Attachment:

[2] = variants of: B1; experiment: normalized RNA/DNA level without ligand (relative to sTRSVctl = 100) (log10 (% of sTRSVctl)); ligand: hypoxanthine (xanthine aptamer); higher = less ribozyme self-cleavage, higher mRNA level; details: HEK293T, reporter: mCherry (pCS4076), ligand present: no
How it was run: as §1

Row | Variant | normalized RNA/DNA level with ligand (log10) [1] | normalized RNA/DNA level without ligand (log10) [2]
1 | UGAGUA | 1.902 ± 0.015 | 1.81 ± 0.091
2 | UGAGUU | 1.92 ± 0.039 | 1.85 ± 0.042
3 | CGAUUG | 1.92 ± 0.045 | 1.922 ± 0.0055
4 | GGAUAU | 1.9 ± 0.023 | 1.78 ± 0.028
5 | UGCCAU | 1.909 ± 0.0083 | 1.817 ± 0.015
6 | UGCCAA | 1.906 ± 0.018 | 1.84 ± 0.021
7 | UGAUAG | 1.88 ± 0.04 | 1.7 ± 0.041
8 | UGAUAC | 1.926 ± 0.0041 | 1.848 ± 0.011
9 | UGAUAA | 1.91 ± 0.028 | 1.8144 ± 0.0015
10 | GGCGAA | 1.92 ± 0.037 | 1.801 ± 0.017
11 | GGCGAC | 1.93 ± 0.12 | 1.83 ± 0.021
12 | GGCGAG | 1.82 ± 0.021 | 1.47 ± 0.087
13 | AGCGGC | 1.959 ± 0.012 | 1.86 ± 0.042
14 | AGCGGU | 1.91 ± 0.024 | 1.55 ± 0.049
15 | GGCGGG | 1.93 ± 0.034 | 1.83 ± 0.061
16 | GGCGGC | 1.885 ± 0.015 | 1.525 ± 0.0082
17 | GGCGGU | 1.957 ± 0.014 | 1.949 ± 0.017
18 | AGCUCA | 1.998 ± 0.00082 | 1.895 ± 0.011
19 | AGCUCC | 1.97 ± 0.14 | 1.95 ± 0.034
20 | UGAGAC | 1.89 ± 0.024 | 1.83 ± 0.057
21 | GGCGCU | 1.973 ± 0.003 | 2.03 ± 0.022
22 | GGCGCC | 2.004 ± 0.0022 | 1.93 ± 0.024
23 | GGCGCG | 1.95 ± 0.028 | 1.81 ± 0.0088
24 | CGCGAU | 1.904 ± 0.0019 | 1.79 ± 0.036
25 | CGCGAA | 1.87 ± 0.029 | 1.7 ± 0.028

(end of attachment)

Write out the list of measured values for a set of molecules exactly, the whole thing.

[2] = variants of: B1; experiment: normalized RNA/DNA level without ligand (relative to sTRSVctl = 100) (log10 (% of sTRSVctl)); ligand: hypoxanthine (xanthine aptamer); higher = less ribozyme self-cleavage, higher mRNA level; details: HEK293T, reporter: mCherry (pCS4076), ligand present: no
How it was run: as §1

Row | Variant | normalized RNA/DNA level with ligand (log10) [1] | normalized RNA/DNA level without ligand (log10) [2]
1 | UGAGUA | 1.902 ± 0.015 | 1.81 ± 0.091
2 | UGAGUU | 1.92 ± 0.039 | 1.85 ± 0.042
3 | CGAUUG | 1.92 ± 0.045 | 1.922 ± 0.0055
4 | GGAUAU | 1.9 ± 0.023 | 1.78 ± 0.028
5 | UGCCAU | 1.909 ± 0.0083 | 1.817 ± 0.015
6 | UGCCAA | 1.906 ± 0.018 | 1.84 ± 0.021
7 | UGAUAG | 1.88 ± 0.04 | 1.7 ± 0.041
8 | UGAUAC | 1.926 ± 0.0041 | 1.848 ± 0.011
9 | UGAUAA | 1.91 ± 0.028 | 1.8144 ± 0.0015
10 | GGCGAA | 1.92 ± 0.037 | 1.801 ± 0.017
11 | GGCGAC | 1.93 ± 0.12 | 1.83 ± 0.021
12 | GGCGAG | 1.82 ± 0.021 | 1.47 ± 0.087
13 | AGCGGC | 1.959 ± 0.012 | 1.86 ± 0.042
14 | AGCGGU | 1.91 ± 0.024 | 1.55 ± 0.049
15 | GGCGGG | 1.93 ± 0.034 | 1.83 ± 0.061
16 | GGCGGC | 1.885 ± 0.015 | 1.525 ± 0.0082
17 | GGCGGU | 1.957 ± 0.014 | 1.949 ± 0.017
18 | AGCUCA | 1.998 ± 0.00082 | 1.895 ± 0.011
19 | AGCUCC | 1.97 ± 0.14 | 1.95 ± 0.034
20 | UGAGAC | 1.89 ± 0.024 | 1.83 ± 0.057
21 | GGCGCU | 1.973 ± 0.003 | 2.03 ± 0.022
22 | GGCGCC | 2.004 ± 0.0022 | 1.93 ± 0.024
23 | GGCGCG | 1.95 ± 0.028 | 1.81 ± 0.0088
24 | CGCGAU | 1.904 ± 0.0019 | 1.79 ± 0.036
25 | CGCGAA | 1.87 ± 0.029 | 1.7 ± 0.028